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VHS, 30, dies of loneliness

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Variety says it all:

VHS, 30, dies of loneliness
The home-entertainment format lived a fruitful life
By DIANE GARRETT

VHS RIP
After a long illness, the groundbreaking home-entertainment format VHS has died of natural causes in the United States. The format was 30 years old.

No services are planned.

The format had been expected to survive until January, but high-def formats and next-generation vidgame consoles hastened its final decline.

“It’s pretty much over,” concurred Buena Vista Home Entertainment general manager North America Lori MacPherson on Tuesday.

VHS is survived by a child, DVD, and by Tivo, VOD and DirecTV. It was preceded in death by Betamax, Divx, mini-discs and laserdiscs.

Although it had been ailing, the format’s death became official in this, the video biz’s all-important fourth quarter. Retailers decided to pull the plug, saying there was no longer shelf space.


What the hell are we supposed to do with all our old tapes???

  1. Well, if it’s any help, in my area the big box stores have turned a lot of their former VHS player space over to VCR/DVD and VCR/DVD+/-R dual decks. Been thinking about ponying up the $150 for one of the DVD-R models to dub off some long out of print (and very doubtful to come back out) movies.

  2. I discovered that VCRs were almost dead a few months ago, when I decided to replace my late ‘90s VCR when it died. Very few new models existed, and they only had bare-bones features. Interestingly, my old Panasonic VCR remote runs my new Panasonic VCR, and is able to perform some functions that are not available on the new remote!

    I’ll have to eventually pony up for some VCR to DVD transfer method, especially to save the 1981 animated Spider-Man series (http://en.wikipedia.org/wiki/Spider-Man_%281981_TV_series%29) I taped back in the day. I’m still a hopeless romantic for Christy Marx’s Spidey/Medusa pairing in “Under The Wizard’s Spell.â€?

  3. >> They need to make kid friendly DVDs.

    It’s certainly too early to switch to the next generation DVD’s, but one of the things that Blu-ray disks have going for them, is that TDK created a hard-coating technology for Blu-ray disks that apparently managed to resist wire wool scrubbing.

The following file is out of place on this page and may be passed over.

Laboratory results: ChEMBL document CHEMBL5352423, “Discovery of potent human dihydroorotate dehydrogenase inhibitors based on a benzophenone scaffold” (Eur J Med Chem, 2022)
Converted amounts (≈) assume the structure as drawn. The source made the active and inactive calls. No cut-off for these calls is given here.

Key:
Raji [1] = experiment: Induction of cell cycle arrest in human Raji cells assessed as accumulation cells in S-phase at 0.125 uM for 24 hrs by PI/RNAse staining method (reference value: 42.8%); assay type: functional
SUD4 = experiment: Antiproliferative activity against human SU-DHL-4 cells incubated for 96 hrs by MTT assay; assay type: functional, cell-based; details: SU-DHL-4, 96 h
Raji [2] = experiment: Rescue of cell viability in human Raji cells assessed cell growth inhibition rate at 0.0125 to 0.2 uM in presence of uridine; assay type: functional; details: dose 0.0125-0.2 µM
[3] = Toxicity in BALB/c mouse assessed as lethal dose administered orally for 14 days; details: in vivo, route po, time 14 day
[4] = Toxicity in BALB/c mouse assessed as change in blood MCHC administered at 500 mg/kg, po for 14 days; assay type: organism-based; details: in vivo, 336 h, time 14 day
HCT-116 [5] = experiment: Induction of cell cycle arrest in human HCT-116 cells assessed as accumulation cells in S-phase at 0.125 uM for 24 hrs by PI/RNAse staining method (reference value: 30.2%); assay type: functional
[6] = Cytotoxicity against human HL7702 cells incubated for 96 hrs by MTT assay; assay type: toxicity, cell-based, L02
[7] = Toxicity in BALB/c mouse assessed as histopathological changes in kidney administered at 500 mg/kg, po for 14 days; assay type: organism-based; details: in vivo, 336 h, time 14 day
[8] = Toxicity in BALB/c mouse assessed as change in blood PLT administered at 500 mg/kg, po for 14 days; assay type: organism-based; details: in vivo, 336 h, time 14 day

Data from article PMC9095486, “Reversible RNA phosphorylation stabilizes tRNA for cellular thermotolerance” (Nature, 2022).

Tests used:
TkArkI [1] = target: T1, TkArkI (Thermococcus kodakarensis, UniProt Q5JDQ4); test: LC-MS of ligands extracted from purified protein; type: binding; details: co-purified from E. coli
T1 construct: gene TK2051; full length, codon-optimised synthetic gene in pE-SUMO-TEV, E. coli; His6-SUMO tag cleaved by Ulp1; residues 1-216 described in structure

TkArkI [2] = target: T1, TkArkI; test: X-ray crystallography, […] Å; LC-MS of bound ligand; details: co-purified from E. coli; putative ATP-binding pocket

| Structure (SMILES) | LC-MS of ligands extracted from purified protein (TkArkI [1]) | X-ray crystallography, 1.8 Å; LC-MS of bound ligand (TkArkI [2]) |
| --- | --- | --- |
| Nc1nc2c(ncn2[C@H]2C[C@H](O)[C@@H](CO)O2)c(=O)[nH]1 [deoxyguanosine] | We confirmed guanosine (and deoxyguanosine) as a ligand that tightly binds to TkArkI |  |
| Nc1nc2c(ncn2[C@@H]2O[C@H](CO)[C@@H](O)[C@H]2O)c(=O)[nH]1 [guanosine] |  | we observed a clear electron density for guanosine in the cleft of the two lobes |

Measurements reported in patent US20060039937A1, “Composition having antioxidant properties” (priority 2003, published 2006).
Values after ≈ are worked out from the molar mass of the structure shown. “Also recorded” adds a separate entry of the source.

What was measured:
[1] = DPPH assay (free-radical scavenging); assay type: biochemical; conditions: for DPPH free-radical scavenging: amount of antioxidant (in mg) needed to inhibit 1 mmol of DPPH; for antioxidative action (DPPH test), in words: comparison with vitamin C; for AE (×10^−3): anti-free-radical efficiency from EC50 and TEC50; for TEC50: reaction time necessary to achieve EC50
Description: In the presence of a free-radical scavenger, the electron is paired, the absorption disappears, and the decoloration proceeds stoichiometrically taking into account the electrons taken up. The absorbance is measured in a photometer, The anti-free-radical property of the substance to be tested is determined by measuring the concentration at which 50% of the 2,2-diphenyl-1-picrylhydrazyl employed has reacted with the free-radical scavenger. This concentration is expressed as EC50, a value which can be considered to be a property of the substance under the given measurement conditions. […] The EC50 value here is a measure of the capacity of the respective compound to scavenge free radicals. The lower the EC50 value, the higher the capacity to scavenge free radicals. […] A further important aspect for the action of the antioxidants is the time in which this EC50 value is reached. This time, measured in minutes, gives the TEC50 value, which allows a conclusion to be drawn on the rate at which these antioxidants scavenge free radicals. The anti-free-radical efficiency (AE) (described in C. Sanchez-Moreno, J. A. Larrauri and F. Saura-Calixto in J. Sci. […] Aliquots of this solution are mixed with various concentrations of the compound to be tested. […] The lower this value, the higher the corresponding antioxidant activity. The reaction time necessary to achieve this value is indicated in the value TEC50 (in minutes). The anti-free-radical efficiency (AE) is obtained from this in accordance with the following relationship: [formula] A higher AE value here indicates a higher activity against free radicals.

4. I wouldn’t worry about this too much. A few months ago I bought a new turntable for my vinyl collection at Best Buy. Granted, there were only two models to choose from, but they were good quality and inexpensive.

  5. VCRs do not equal turntables though. Records have been around for what, a hundred years? Plus, if you have the right set-up you can get a comparable or better sound out of a record. VHS is an inferior medium any way you slice it.

  6. “VHS is an inferior medium any way you slice it.â€?

    OK then, what is currently the best medium for casual viewing (only a decent picture/sound quality is required)— i.e., recording a program, watching it once, and re-using the data storage device? I’m curious, not sarcastic. I watch little TV, so I don’t consider TiVo to be cost effective.

  7. I wouldn’t advertise that you’re copying that Spider Man television series. I’m sure it’s breaking some sort of copyright law which you could be arrested for. That’s the way the corporations see it, anyway.

  8. “I wouldn’t advertise that you’re copying that Spider Man television series. I’m sure it’s breaking some sort of copyright law which you could be arrested for. That’s the way the corporations see it, anyway.”

    I would guess he’s talking about transferring stuff he taped from TV back in the day to DVD to preserve it. Nothing illegal in that.

  9. Beta is not, in fact, dead. I talked to a Comcast advertising rep a few weeks ago, and the format they use for all local commercials is ye olde Betamax. It seems that Beta has lived a long fruitful life in the commercial (in two senses of the word) realm.

  10. “I would guess he’s talking about transferring stuff he taped from TV back in the day to DVD to preserve it.â€?

    Yes, preserve it for personal home use only.

    Though what’s right, what’s legal, and “the way the corporations see it,â€? are often three different things.

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